Athletic Pubalgia: What it is and How to Treat It

If you play sports, then you may know someone who had a hernia. Also known medically as Athletic Pubalgia, a sports hernia is an injury near the groin.

As the name suggests, Athletic Pubalgia often occurs in sports with intense twisting movements or sudden directional changes.

What is a sports hernia?

A sports hernia is defined as a strain or tear of any soft tissue, tendon or ligament in the lower abdomen or groin area.

Coincidentally, soccer, ice hockey, football and wrestling are the most common sports where these tears occur. In these sports specifically, the tendons that attach the thigh muscles to the pubic bone are activated and often overworked.

Although a sports hernia does not cause a visible bulge in the groin, the surrounding tissues around the injury may form a visible bulge if repeatedly injured.

Luckily, there are plenty of ways to treat Athletic Pubalgia.

Treating Athletic Pubalgia

Doctor examinations

The first step in determining whether you have a sports hernia is to see your doctor for a physical test. You may be asked to do some light physical activity such as flexing against resistance or performing sit-ups. You may also have a magnetic resonance imaging scan to determine the cause of your pain.

Nonsurgical treatment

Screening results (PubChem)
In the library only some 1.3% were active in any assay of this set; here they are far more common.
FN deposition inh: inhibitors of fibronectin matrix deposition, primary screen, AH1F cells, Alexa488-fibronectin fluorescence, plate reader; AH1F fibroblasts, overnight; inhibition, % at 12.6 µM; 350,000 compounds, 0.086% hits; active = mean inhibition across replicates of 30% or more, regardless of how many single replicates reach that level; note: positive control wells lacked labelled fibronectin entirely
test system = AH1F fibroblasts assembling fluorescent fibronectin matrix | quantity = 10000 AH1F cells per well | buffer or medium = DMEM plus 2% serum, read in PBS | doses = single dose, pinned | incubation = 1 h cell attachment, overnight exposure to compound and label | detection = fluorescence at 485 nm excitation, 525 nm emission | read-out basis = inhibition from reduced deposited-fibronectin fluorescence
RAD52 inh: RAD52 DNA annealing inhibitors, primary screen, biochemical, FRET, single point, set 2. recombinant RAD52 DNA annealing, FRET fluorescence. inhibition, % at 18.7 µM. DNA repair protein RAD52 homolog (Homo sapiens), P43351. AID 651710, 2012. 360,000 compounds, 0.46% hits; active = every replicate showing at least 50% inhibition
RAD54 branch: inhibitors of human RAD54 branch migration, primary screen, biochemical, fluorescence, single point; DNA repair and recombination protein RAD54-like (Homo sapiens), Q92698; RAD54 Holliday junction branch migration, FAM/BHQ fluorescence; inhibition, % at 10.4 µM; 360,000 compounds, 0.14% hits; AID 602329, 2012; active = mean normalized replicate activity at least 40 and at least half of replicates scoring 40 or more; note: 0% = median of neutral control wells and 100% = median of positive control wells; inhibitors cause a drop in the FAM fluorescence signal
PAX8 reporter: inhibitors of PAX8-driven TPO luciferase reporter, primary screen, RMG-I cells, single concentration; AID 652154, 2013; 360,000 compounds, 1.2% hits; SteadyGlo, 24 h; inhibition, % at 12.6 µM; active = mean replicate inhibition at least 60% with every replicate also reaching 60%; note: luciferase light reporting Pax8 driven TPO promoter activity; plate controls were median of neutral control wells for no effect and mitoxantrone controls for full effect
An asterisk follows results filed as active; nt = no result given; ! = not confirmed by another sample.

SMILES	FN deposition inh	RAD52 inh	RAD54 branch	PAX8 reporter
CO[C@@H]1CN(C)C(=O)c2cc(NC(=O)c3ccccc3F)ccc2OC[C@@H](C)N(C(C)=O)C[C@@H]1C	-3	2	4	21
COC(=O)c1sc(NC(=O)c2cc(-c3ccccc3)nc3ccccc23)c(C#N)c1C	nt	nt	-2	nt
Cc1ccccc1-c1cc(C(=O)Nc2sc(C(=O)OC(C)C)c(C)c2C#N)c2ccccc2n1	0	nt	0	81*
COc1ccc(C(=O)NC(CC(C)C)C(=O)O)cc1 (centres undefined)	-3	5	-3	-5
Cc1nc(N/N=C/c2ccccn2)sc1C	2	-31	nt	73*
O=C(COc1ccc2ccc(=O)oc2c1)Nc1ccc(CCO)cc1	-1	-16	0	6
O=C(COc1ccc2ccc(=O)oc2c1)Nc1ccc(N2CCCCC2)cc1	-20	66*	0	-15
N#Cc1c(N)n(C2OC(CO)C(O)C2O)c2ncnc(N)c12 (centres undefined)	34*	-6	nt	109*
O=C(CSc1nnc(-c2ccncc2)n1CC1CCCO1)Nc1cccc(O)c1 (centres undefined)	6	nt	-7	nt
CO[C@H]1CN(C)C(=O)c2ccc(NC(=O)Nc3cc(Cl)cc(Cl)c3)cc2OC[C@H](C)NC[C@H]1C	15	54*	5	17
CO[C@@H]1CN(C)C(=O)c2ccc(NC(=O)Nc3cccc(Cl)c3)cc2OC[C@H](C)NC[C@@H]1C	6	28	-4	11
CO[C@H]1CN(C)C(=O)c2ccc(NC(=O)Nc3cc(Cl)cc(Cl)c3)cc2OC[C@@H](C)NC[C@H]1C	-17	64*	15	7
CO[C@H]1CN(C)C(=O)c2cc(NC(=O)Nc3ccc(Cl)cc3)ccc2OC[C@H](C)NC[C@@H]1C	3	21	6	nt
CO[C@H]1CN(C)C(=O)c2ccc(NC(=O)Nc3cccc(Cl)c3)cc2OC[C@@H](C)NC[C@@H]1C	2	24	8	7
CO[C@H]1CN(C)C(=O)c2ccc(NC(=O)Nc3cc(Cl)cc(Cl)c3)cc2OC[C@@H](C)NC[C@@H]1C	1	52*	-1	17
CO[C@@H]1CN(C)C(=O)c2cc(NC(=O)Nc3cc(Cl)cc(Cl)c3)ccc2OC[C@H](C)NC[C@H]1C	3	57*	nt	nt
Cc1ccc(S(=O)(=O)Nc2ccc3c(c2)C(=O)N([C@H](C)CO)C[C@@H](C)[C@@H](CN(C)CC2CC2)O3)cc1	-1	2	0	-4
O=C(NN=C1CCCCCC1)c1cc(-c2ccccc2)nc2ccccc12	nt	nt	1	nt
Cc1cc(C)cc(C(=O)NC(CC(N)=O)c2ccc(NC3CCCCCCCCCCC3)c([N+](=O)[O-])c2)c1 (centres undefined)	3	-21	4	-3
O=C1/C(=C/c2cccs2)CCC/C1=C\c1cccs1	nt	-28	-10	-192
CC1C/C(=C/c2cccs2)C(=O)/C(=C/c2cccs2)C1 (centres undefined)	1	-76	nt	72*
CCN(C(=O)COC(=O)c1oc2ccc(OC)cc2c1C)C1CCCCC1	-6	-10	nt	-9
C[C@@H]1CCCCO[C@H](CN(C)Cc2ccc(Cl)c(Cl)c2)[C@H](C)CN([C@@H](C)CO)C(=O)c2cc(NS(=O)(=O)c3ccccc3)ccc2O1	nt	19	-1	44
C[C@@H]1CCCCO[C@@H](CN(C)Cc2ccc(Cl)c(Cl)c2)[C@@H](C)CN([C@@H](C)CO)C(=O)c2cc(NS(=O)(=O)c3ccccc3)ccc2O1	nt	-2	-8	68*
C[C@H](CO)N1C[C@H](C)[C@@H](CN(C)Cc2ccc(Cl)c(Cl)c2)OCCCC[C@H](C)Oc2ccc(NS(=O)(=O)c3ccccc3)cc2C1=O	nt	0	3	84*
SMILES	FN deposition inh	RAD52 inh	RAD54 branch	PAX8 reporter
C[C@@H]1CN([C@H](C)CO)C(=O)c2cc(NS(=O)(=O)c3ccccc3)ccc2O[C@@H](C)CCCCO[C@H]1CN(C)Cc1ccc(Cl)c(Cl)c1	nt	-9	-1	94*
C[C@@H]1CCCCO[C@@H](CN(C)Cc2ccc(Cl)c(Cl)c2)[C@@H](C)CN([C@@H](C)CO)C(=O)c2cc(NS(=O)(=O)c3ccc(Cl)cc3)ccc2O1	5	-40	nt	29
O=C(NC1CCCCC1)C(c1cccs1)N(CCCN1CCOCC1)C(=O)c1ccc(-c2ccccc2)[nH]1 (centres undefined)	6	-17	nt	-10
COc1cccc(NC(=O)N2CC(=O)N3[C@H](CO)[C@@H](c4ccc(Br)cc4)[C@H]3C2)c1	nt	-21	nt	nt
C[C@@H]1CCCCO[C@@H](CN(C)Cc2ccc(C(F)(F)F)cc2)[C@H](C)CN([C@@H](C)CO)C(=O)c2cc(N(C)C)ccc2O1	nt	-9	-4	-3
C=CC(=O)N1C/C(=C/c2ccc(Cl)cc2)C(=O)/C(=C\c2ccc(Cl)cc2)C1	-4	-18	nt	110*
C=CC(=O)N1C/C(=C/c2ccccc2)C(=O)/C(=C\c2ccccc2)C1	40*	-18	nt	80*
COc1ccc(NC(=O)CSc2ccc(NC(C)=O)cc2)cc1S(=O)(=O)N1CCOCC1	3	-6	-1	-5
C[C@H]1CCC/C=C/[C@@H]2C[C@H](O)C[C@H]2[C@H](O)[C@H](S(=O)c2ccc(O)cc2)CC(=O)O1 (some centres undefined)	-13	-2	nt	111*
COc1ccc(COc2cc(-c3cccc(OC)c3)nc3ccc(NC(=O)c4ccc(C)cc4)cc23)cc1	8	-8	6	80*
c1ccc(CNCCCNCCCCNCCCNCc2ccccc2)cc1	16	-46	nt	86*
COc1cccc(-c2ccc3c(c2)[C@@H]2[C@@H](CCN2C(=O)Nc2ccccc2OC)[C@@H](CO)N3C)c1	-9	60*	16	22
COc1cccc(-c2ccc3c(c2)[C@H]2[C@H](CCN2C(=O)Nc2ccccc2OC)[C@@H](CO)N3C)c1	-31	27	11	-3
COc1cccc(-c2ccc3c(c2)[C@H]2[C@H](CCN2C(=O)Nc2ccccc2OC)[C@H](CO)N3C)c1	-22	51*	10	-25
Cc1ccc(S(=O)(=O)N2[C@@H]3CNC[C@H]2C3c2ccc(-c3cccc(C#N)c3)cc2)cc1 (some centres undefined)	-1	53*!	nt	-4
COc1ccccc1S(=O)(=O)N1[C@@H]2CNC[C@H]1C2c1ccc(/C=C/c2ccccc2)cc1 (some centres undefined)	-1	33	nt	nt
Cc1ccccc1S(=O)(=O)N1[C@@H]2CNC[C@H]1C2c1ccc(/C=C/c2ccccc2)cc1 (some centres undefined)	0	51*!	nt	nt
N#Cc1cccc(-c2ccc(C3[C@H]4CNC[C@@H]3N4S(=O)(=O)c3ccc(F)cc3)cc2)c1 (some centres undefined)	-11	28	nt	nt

For the first week after injury, resting is your best friend. If you feel any pain near the groin, try compressing the area with ice to relieve pain.

Physical therapy and exercises can also help improve strength and flexibility. This helps stabilize your inner thigh muscles and can prevent future injuries.

Surgical procedures

If rest and therapy do not help, there are also surgical procedures that can mend the torn tissues near the groin.

Endoscopy is generally the first step. In an endoscopy, a small camera is inserted within the abdomen and can help the surgeon make a small incision to relieve the patient’s pain.

This incision procedure is called an inguinal neurectomy. It is common for both an endoscopy and inguinal neurectomy to be performed for someone who is suffering from a sports hernia.

Additional surgery

In some severe cases of Athletic Pubalgia, an additional surgery called adductor tenotomy may be recommended to help relieve additional pain.

This is often only done if there is additional pain in the inner thigh after an inguinal procedure.

For an adductor tenotomy, a surgeon cuts the tendon that attaches the inner thigh to the pubis. This allows the patient to have a greater range of motion and helps release tension from the area.

Post-surgery

After surgery, rehabilitation to regain strength and endurance is crucial. This ensures that athletes can return to their activities as soon as possible.

As for surgical outcomes, most people who undergo surgery for this injury can return to their sports without any additional issues.

In any case, one must make sure to stretch and warm up properly to ensure that the injury does not happen in the first case.

Avoiding Athletic Pubalgia

Remember that prevention is the best option when dealing with Athletic Pubalgia. Take time to warm up before exercise. Do not overload your body with too much weight. Always practice proper form to avoid injury.

If you need help treating Athletic Pubalgia, then call our office to begin the treatment process.

Request an appointment here: https://coresurgicalmd.com or call Core Surgical at (212) 548-3267 for an appointment in our New York office.

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